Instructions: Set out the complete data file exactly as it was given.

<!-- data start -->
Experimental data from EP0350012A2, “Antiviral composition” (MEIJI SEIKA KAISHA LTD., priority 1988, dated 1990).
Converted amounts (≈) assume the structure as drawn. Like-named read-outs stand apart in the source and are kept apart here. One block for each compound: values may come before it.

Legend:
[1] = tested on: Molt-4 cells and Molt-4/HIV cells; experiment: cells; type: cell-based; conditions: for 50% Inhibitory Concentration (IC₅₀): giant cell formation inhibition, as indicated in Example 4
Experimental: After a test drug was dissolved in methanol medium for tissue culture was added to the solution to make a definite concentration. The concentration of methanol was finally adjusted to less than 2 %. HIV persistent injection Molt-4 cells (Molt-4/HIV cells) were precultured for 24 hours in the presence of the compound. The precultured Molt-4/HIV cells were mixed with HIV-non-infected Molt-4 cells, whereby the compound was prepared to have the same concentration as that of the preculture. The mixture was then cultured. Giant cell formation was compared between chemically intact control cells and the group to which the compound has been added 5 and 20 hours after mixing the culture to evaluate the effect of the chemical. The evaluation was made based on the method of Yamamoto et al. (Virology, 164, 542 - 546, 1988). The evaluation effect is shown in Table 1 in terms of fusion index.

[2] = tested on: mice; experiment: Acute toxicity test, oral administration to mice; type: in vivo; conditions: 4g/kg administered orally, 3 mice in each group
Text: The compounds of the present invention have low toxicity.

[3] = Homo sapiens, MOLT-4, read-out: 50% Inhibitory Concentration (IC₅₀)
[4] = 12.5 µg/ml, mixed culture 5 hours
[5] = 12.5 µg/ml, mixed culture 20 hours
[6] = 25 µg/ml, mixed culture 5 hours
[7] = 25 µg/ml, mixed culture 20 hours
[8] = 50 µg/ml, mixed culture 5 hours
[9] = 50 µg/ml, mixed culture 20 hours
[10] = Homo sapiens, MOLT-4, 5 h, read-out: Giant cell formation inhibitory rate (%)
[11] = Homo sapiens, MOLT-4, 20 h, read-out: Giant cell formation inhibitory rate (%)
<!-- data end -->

Experimental data from EP0350012A2, “Antiviral composition” (MEIJI SEIKA KAISHA LTD., priority 1988, dated 1990).
Converted amounts (≈) assume the structure as drawn. Like-named read-outs stand apart in the source and are kept apart here. One block for each compound: values may come before it.

Legend:
[1] = tested on: Molt-4 cells and Molt-4/HIV cells; experiment: cells; type: cell-based; conditions: for 50% Inhibitory Concentration (IC₅₀): giant cell formation inhibition, as indicated in Example 4
Experimental: After a test drug was dissolved in methanol medium for tissue culture was added to the solution to make a definite concentration. The concentration of methanol was finally adjusted to less than 2 %. HIV persistent injection Molt-4 cells (Molt-4/HIV cells) were precultured for 24 hours in the presence of the compound. The precultured Molt-4/HIV cells were mixed with HIV-non-infected Molt-4 cells, whereby the compound was prepared to have the same concentration as that of the preculture. The mixture was then cultured. Giant cell formation was compared between chemically intact control cells and the group to which the compound has been added 5 and 20 hours after mixing the culture to evaluate the effect of the chemical. The evaluation was made based on the method of Yamamoto et al. (Virology, 164, 542 - 546, 1988). The evaluation effect is shown in Table 1 in terms of fusion index.

[2] = tested on: mice; experiment: Acute toxicity test, oral administration to mice; type: in vivo; conditions: 4g/kg administered orally, 3 mice in each group
Text: The compounds of the present invention have low toxicity.

[3] = Homo sapiens, MOLT-4, read-out: 50% Inhibitory Concentration (IC₅₀)
[4] = 12.5 µg/ml, mixed culture 5 hours
[5] = 12.5 µg/ml, mixed culture 20 hours
[6] = 25 µg/ml, mixed culture 5 hours
[7] = 25 µg/ml, mixed culture 20 hours
[8] = 50 µg/ml, mixed culture 5 hours
[9] = 50 µg/ml, mixed culture 20 hours
[10] = Homo sapiens, MOLT-4, 5 h, read-out: Giant cell formation inhibitory rate (%)
[11] = Homo sapiens, MOLT-4, 20 h, read-out: Giant cell formation inhibitory rate (%)